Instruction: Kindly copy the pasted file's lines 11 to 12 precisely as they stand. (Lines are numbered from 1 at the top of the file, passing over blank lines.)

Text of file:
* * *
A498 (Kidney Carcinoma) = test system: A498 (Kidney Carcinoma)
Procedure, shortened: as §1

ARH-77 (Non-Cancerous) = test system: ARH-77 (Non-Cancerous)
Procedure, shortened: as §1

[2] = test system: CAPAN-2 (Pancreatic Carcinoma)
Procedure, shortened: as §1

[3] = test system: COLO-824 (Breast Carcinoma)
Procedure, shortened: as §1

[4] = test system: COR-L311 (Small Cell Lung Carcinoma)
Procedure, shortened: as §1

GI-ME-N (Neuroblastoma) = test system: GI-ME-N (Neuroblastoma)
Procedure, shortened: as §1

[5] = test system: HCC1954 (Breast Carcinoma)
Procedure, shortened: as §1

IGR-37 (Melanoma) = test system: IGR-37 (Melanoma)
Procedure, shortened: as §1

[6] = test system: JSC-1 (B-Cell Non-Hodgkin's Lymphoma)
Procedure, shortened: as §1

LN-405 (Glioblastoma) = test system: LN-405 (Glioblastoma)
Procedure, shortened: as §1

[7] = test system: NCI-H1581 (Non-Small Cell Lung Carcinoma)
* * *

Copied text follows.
GI-ME-N (Neuroblastoma) = test system: GI-ME-N (Neuroblastoma)
Procedure, shortened: as §1